Keller Plays the Great American Music Hall in San Francisco |

Keller Plays the Great American Music Hall in San Francisco

November 27, 2010

Review By Griffen Thorne

Photos by Justin Halgren

For anyone who has never seen Keller Williams, simply reading an article does not even begin to do Keller justice.  His performance style is unmatched in the jam scene, and he redefines the term ‘one-man band.’  His exuberant stage presence is characterized by his semi-crazy facial expressions, cool yet funny guitar effects, and his far out recreations of songs.  Saturday, November 20 marked the return of Keller Williams to San Francisco at the Great American Music Hall.

Keller Williams is one of the few musicians I have ever seen who consistently made the audience laugh.  Unlike some other musicians who leave the audience in awe with their masterful playing, Keller left a smile on the faces of everyone in the audience.  This is not to say Keller is not a good musician by any means—his extremely unique rhythms and solos and use of digital loop effects showed a great amount of skill.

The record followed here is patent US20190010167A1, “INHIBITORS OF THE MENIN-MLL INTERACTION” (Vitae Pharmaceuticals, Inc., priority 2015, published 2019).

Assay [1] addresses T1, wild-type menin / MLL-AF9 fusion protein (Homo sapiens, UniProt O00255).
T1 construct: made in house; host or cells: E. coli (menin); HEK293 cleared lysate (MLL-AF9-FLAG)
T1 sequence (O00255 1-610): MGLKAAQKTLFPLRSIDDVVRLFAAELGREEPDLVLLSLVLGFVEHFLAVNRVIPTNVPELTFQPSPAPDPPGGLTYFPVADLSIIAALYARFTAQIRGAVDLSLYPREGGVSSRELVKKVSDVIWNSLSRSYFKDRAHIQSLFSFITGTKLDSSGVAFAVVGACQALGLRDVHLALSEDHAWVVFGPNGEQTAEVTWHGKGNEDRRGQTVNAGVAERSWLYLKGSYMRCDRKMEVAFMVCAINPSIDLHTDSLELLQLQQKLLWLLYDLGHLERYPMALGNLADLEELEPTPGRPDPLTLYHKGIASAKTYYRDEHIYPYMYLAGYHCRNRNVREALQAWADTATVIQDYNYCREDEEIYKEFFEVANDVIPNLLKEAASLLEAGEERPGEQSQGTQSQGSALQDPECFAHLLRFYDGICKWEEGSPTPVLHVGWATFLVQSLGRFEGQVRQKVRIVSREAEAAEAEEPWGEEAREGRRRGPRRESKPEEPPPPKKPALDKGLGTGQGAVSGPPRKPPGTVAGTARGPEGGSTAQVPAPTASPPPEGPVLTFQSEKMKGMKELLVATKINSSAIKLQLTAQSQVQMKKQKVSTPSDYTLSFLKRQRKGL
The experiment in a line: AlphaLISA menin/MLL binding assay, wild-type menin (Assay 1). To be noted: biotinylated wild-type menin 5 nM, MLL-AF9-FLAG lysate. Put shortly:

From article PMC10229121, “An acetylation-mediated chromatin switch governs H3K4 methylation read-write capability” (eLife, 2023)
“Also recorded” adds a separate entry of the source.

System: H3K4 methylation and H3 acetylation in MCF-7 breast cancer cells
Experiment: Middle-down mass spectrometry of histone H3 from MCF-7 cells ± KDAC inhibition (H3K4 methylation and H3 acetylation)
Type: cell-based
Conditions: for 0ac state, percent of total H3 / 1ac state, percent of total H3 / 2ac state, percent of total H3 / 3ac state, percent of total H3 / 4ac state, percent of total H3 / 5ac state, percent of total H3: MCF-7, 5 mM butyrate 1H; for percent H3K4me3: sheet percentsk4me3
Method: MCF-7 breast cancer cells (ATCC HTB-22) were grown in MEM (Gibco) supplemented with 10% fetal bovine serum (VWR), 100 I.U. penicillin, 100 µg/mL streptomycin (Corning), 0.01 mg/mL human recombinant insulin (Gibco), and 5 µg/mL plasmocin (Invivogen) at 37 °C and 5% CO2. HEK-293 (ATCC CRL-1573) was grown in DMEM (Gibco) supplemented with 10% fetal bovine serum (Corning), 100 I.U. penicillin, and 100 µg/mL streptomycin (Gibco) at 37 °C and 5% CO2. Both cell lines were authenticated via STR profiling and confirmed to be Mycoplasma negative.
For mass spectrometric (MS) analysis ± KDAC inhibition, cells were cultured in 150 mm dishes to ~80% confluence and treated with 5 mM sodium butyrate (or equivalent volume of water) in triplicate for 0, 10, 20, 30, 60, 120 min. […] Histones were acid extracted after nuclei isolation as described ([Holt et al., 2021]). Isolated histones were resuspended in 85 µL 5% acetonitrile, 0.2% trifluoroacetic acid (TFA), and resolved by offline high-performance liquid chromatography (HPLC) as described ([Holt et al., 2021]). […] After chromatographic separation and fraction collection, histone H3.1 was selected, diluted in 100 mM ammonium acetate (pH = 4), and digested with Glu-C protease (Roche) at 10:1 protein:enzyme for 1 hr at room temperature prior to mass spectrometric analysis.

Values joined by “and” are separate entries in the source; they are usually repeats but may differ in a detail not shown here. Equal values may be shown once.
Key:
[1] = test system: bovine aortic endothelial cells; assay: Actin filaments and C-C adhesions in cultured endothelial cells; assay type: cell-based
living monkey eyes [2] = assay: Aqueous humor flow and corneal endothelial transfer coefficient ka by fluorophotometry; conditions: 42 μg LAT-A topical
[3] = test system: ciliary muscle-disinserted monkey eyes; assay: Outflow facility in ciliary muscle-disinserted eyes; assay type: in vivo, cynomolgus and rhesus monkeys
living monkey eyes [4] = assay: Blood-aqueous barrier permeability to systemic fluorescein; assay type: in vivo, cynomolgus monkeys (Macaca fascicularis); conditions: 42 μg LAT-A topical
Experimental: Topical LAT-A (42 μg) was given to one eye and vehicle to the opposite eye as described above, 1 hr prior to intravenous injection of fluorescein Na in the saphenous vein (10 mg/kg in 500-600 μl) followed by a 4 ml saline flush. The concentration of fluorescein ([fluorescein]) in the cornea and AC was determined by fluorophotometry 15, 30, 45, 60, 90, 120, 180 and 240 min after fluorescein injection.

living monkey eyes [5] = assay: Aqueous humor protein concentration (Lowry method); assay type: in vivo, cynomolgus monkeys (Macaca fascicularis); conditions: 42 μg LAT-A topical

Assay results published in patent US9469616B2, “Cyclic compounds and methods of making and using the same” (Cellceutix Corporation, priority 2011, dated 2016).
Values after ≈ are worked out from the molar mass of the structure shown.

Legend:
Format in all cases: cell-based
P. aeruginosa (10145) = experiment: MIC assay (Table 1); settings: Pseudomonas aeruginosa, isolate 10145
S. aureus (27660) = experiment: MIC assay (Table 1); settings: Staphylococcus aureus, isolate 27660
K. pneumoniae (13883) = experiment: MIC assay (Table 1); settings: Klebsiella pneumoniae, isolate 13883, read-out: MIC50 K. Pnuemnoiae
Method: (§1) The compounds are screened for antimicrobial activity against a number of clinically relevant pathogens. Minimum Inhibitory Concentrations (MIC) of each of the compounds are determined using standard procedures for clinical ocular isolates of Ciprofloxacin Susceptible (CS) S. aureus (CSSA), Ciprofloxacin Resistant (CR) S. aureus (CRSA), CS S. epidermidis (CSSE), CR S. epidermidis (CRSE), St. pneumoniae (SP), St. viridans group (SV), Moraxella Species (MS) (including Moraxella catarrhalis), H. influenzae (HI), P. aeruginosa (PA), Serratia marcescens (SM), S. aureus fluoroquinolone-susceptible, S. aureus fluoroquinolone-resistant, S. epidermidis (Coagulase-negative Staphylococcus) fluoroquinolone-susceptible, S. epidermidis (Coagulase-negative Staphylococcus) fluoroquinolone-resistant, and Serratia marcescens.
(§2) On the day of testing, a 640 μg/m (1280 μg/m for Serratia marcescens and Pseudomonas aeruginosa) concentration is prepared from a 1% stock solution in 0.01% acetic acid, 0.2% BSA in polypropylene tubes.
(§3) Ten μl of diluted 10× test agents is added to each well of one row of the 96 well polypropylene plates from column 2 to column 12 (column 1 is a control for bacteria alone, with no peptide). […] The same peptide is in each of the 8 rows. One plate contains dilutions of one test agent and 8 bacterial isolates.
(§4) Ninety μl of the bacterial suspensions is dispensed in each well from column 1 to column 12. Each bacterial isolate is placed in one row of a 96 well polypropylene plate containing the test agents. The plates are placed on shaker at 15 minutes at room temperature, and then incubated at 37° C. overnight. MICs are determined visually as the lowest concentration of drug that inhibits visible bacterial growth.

Keller not only has the ability to play well, but the ability to entertain.  The show opened up with an instrumental tune that Keller began playing while walking onto the stage.  From there, Keller played “Eyes Of The World” by the Grateful Dead.  This jam took a lot of twists and turns through Keller’s looping and using odd guitar sound effects.  His sound during jams evolves constantly as he switches from instrument to instrument.  Highlights of the first set included “Best Feeling” and a sit in from North Mississippi Allstars bass player Chris Chew.  The two played a great bluesy version of “Ragged But Right.”

The second set seemed to have a ‘crazy’ theme.  Several of the songs were about craziness in some fashion.  Keller even covered “Crazy” by Seal, which had the audience laughing pretty hard.  A slowed down, acoustic “Birds of a Feather” by Phish was one of the highlights of this set.  At one point, Keller holstered all of his instruments and used his laptop to play, controlling the tempo and the speed of the jam.  One of the funnier moments of the night came when Keller used an effect on his electric guitar that was his own voice, while mock singing the solo.

The show ended with an encore of “One More Saturday Night” by the Grateful Dead, an appropriate choice because of the location of the show and the fact that it was a Saturday night. Instead of the bluesy song I am used to, Keller played a down-tempo, semi-electronic version of the tune.  At one point, he even used a handheld touchpad to create very strange sound effects.

All in all it was a great show.  I had a great time at one of my favorite venues watching a madman do his work.

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